Channel Evolution in Action: Trade Shows Represent the Changing Industry

It seemed timely that our “channel evolution” issue was scheduled to go into production as we were returning home from the ITEX conference. A frequent comment regarding trade shows is that they are a microcosm of the industries they represent. That has commonly been the case in the imaging channel, as trade shows have evolved along with the trends in the industry. Large OEM presences, a plethora of Chinese supplies companies, a focus on managed IT services – you name it and industry trade shows have been exemplary of the trend.

This was certainly the case at ITEX 2015, held in Ft. Lauderdale March 10-12. Once known as “the copier show,” ITEX has gone through a series of changes over the years, and in 2015, ITEX was as much an indicator of the channel evolution as its exhibitors and attendees.

As evidence of the continued importance of managed print to the channel (although the importance of  the “print” portion of that title continues to be subject for debate), the Managed Print Services Association (MPSA) held its board meeting and inaugurated its new board of directors and executive committee at the event. To welcome its new officers and thank its members, the MPSA held a reception on the first day of the show at the nearby Bimini Boatyard. Hosted by MPSA corporate member Epson, incoming and outgoing officers mingled with MPSA members and guests, and the mix of members at that event was again indicative of the mix within the industry. Independent dealers joined hardware OEMs, software firms, consultants, VARs, supplies manufacturers and resellers, and more.

The evolution continued on the show floor itself, where one of the most striking examples of the changes in the industry could be seen in UniNet Imaging’s booth. UniNet, known historically as one of the major aftermarket components manufacturers, was showcasing not drums or toner, but printers. The company has evolved in a huge way to become an OEM, and is now producing label printers.

We will be exploring UniNet’s story more fully in a future article, but suffice it to say that this is a very big deal. The aftermarket has been struggling with any number of forces, causing the companies that operate within it to become stronger, smarter, and more flexible in order to survive, never mind thrive. We have seen a number of evolutionary shifts from these companies, but UniNet’s may be one of the most dramatic. UniNet demonstrated the LED-based iColor printers, which print in full color, white and fluorescent on T-shirts, cards, envelopes and other media and surfaces.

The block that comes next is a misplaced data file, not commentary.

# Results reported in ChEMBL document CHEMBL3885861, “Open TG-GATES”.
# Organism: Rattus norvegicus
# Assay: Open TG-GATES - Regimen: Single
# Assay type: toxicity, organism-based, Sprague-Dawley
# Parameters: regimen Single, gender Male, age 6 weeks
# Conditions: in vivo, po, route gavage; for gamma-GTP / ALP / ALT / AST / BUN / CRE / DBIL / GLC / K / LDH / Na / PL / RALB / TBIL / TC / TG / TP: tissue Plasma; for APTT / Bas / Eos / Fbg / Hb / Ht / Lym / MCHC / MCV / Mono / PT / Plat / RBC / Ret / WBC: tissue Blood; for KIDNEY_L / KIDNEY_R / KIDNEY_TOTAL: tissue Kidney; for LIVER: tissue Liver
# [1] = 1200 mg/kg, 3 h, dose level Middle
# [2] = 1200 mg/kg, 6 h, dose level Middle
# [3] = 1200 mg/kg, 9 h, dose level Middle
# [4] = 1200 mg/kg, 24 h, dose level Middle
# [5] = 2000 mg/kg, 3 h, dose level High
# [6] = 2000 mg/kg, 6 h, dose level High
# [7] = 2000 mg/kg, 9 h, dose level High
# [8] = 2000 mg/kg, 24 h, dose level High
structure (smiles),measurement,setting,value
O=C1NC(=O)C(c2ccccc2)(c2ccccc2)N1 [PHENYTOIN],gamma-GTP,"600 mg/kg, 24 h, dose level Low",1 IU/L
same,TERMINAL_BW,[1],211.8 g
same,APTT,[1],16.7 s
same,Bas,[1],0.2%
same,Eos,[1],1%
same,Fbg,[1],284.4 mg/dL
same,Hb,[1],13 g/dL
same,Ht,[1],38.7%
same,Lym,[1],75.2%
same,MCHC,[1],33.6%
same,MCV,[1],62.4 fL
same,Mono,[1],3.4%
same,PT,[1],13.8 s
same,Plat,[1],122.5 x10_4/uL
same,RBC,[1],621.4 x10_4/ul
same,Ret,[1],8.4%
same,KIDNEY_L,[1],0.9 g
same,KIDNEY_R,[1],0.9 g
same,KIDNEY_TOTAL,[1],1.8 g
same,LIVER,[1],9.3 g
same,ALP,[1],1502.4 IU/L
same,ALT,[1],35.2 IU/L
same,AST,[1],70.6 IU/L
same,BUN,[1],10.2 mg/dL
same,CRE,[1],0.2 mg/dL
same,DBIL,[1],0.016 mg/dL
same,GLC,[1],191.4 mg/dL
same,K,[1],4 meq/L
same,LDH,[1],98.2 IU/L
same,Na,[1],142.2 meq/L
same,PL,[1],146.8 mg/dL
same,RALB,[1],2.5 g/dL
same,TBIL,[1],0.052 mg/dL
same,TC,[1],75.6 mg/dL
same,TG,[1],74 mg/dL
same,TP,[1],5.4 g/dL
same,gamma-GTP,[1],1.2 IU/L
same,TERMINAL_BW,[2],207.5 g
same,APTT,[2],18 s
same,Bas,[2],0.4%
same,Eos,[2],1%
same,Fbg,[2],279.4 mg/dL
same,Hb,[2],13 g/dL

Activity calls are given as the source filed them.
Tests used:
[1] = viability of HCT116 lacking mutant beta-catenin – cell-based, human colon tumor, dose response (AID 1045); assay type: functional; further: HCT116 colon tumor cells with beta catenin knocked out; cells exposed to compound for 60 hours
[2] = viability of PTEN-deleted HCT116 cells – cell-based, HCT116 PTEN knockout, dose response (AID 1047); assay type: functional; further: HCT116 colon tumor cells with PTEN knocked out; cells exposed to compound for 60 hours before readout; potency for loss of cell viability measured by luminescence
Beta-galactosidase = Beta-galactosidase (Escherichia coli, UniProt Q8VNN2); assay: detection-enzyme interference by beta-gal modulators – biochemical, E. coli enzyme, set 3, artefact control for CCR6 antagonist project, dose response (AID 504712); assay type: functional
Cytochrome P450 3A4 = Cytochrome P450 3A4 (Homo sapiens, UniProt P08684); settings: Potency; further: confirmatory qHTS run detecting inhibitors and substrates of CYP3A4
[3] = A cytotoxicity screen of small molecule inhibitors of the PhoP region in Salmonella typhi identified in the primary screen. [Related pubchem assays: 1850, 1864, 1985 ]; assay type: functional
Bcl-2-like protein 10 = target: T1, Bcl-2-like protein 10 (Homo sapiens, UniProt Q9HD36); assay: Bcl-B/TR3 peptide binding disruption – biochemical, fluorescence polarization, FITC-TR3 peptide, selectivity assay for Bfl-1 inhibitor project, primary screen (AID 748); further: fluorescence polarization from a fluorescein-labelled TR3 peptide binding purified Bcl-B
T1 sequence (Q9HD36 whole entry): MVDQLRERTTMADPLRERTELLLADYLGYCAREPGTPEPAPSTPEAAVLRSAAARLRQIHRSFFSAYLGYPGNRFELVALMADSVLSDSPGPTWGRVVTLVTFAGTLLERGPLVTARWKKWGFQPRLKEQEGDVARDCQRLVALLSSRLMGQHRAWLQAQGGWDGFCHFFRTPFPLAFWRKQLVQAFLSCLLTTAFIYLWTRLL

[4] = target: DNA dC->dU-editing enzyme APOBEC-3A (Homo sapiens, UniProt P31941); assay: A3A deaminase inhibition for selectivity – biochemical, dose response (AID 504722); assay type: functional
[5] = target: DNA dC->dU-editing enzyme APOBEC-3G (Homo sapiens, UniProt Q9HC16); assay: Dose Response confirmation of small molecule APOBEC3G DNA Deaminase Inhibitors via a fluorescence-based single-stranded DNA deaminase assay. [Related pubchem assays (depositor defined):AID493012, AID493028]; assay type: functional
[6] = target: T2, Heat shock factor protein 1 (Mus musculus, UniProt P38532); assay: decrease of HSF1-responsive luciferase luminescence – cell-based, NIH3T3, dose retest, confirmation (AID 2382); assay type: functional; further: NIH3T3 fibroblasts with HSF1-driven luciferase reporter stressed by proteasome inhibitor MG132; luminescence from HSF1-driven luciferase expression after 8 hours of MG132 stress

This is a revolutionary move for an aftermarket equipment manufacturer, but it is representative of the type of evolution we saw at ITEX. Green Project, another aftermarket stalwart, had a line of economy 3D printers marketed under the company name GP3D and selling for under $600. With a small footprint and at the cost of an iPad, the Sprout printers, while not designed for industrial-strength manufacturing, could easily fall into the “hobbyist” category and make for an interesting alternative market for Green Project.

Another example of the shift in the remanufacturing and supplies segment of the industry was the Clover Imaging Group. If that name sounds only semi-familiar, it’s because its launch was announced just as ITEX began. Clover Imaging Group brings under one marketing umbrella the numerous devisions developed or acquired over the years: MSE, West Point Products, Dataproducts, Clover Environmental Solutions, OPRA, Axess Managed Print Services, MPS Engineered Solutions, Depot International and Latin Parts. From an industry perspective, it’s a major evolution, although from a trade-show sales perspective, it represents a significant loss in number of booths. Consolidation has many effects depending on where you stand in the industry, both good and bad, but it’s a reality that has become part of the environment in which we work.

Document management and workflow are also becoming an important part of the channel evolution. A section of the floor designated “document management” yielded an interesting mix of software providers, traditional OEMs promoting their scanner lines, and companies like Plustek doing the same. Plustek, just a couple of booths down from industry behemoth Fujistsu, was promoting its less expensive standalone scanners, which do not require connection to a computer (the firm also offers larger, faster devicesa).

Education sessions, always a good indicator of the temperature of the industry, were many and diverse as well. Included in the lineup were tracks for document management, managed services, and perhaps most tellingly, “transformation.” In “Transformation by Example: A Dealer Case Study,” BPO Media’s own Chief Analyst Robert Palmer led a discussion between PERRY proTECH’s Jeff Boate and MWA Intelligence’s Mike Stramaglio, exploring fundamental shifts in technology and workforce dynamics. The session examined how PERRY proTECH transformed its model to capture new revenue streams and reduce its dependence on print and print-related services – a definitive example of the quickly evolving channel. 

This article originally appeared in the April 2015 issue of The Imaging Channel

is editorial director of BPO Media’s publications Workflow and The Imaging Channel, and senior analyst for BPO Research. As a professional writer and editor, she has specialized in the office technology industry for the last 20 years. Prior to that she worked in public relations and has a master's degree in communication arts.